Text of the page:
Poet Laureate Consultants in Poetry to the Library of Congress
• Juan Felipe Herrera
• Charles Wright (2014-2015)
• Natasha Trethewey (2012-2014)
• Philip Levine (2011-2012)
• W.S. Merwin (2010-2011)
• Kay Ryan (2008-2010)
• Charles Simic (2007-2008)
• Donald Hall (2006-2007)
• Ted Kooser (2004-2006)
• Louise Glück (2003-2004)
• Billy Collins (2001-2003)
• Stanley Kunitz (2000-2001)
• Special Bicentennial Consultants (1999-2000)
◦ Rita Dove
◦ Louise Glück
◦ W.S. Merwin
• Robert Pinsky (1997-2000)
• Robert Hass (1995-1997)
• Rita Dove (1993-1995)
• Mona Van Duyn (1992-1993)
• Joseph Brodsky (1991-1992)
• Mark Strand (1990-1991)
• Howard Nemerov (1988-1990)
• Richard Wilbur (1987-1988)
• Robert Penn Warren (1986-1987)

By Act of Congress in 1985, the present title of “Poet Laureate” replaces the earlier nomination,
“Consultant in Poetry to the Library of Congress.” These include:

• Gwendolyn Brooks (1985-1986)
• Reed Whittemore (Interim Consultant in Poetry, 1984-1985)
• Robert Fitzgerald (1984-1985)
• Anthony Hecht (1982-1984)
• Maxine Kumin (1980-1982)
• William Meredith (1978-1980)
• Robert Hayden (1976-1978)
• Stanley Kunitz (1974-1976)
• Daniel Hoffman (1973-1974)
• Josephine Jacobsen (1971-1973)
• William Stafford (1970-1971)
• William Jay Smith (1968-1970)
• James Dickey (1966-1968)
• Stephen Spender (1965-1966)
• Reed Whittemore (1964-1965)
• Howard Nemerov (1963-1964)
• Louis Untermeyer (1961-1963)
• Richard Eberhart (1959-1961)
• Robert Frost (1958-1959)
• Randall Jarrell (1956-1958)
• William Carlos Williams (appointed in 1952 but did not serve)
• Conrad Aiken (1950-1952)
• Elizabeth Bishop (1949-1950)
• Leonie Adams (1948-1949)
• Robert Lowell (1947-1948)
• Karl Shapiro (1946-1947)
• Louise Bogan (1945-1946)
• Robert Penn Warren (1944-1945)
• Allen Tate (1943-1944)
• Joseph Auslander (1937-1941)

According the Library of Congress, the Laureate’s specific duties remain ambiguously defined, “to afford incumbents maximum freedom to work on their own projects while at the Library. The poet laureate gives an annual lecture and reading of his or her poetry and usually introduces poets in the Library's annual poetry series, the oldest in the Washington area, and among the oldest in the United States.”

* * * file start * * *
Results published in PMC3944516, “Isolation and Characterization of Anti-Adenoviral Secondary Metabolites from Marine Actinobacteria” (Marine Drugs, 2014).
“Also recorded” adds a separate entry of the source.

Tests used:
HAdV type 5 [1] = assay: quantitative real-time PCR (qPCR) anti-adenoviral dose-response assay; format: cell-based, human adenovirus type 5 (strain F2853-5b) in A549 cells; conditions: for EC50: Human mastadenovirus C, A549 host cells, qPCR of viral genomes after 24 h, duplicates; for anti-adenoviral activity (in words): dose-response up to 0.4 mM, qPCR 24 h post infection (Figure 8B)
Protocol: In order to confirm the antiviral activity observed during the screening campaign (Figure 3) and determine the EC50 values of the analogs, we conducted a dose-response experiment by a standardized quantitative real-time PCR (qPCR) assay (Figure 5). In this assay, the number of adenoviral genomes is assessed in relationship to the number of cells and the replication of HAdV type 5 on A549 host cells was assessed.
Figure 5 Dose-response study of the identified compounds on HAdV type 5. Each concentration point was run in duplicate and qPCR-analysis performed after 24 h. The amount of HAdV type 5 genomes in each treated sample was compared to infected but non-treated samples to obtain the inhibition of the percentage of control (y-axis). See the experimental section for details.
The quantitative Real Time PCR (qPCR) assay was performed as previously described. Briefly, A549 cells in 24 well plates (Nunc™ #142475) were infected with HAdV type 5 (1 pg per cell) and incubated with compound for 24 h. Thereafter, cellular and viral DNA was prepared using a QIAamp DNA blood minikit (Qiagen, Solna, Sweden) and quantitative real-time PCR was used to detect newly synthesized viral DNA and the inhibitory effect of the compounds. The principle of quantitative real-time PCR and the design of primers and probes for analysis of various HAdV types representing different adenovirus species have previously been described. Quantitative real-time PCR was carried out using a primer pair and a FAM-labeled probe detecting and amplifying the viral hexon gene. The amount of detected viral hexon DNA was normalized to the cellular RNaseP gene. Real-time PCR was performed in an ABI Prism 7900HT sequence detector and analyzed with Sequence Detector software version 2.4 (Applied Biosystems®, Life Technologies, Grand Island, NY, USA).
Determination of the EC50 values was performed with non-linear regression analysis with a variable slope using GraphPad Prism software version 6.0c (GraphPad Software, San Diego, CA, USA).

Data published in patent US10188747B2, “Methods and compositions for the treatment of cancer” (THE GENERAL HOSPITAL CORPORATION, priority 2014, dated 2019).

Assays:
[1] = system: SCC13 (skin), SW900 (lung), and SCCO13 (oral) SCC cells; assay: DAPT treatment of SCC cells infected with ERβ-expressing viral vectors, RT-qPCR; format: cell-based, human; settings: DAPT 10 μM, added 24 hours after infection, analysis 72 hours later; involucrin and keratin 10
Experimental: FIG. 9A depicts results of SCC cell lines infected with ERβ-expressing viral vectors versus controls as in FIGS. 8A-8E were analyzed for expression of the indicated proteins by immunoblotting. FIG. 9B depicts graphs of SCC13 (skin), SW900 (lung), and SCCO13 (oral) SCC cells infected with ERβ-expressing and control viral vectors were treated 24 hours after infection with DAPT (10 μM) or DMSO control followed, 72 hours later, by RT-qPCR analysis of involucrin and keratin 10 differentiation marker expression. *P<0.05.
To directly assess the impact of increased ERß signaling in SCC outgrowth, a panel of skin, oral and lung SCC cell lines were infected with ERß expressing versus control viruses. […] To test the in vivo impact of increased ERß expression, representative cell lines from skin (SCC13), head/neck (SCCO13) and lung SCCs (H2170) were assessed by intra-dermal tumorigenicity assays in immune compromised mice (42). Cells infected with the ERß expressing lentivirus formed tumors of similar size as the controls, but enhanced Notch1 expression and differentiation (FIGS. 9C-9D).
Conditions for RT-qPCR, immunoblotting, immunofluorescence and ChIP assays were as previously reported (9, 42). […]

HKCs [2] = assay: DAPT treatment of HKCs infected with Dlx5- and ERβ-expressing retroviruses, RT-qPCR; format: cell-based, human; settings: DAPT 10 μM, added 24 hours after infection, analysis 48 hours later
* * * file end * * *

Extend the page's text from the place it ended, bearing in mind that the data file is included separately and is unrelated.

If posterity can make it happen, Sedano will be in the gallery for that big lecture at the Library of Congress, camera at the ready. A ver.

Juan Felipe Herrera’s appointment as Poet Laureate of the United States inspires Abel Salas to compose the following. This month's On-line Floricanto includes a similarly inspired poem by Francisco X. Alarcón.

Abel Salas reads "I Am the Open Veins"

By Abel Salas

in honor of Eduardo Galeano and w/ respect to Juan Felipe Herrera
on his being named Poet Laureate of the U.S.

I am the open veins of América Latina
Soy las venas abiertas and through them
courses the history of pain laced with
the stench of genocide. I am the open
arteries wrapped like disembodied tripas
around all of our necks like the shackles
of slavery in service of colonial and now
neo-liberal profit. I am the scream let fly
at the moon or the pale invaders from
dripping, blood-soaked coyote or eagle
or jaguar throats because I am also the
cutlass blade and the machine gun fire
and the incendiary chemical bomb at
least half of my lineage delivers each
day at the footstep of an earth that
moans with grief over the needless
crimson rivulets draining downward
over her flesh and staining the land
with sadness. I am the open veins
and the twisted cry of agony in the
gaping maw of displacement and a
dislocation in the wake of a scourge
called gentrification which some of
you don’t really believe is a bad thing
at all. Yes, I am the open veins that echo
with anger and pulse with the beat of
all our ancestors, those who could not
stem the tide of they who salivate at the
kind of wealth and youth and beauty on
the infinite parade of touch-screen luster
in high definition coming soon to a virtual
triple x playground near you while black
lives and brown lives matter less and less
each day when raging renegade officers
point guns at teenagers and handcuff
bikini-clad girls who did nothing wrong,
broke no laws and provoked no one.
I am the open veins and you will ignore
my dying gasps and the unchecked tears
because you are unwilling to accept your
responsibility for any of this as you toast
your Napa Cabernet in your renovated
Craftsman home, believing it’s enough
to feed your 2.3 children tamales made
by the vendor near their grade school or
that you hired her sister to walk them to
and from the kindergarten where her own
child is surrounded by the privilege and joy
his small broken heart will never truly know.

On-line Floricanto for June 2015
Graciela B. Ramírez, Javier Pacheco, Francisco X. Alarcón, Israel Francisco Haros López.

By Graciela B. Ramírez


Hablando de tu libro
Mariposas sin fronteras,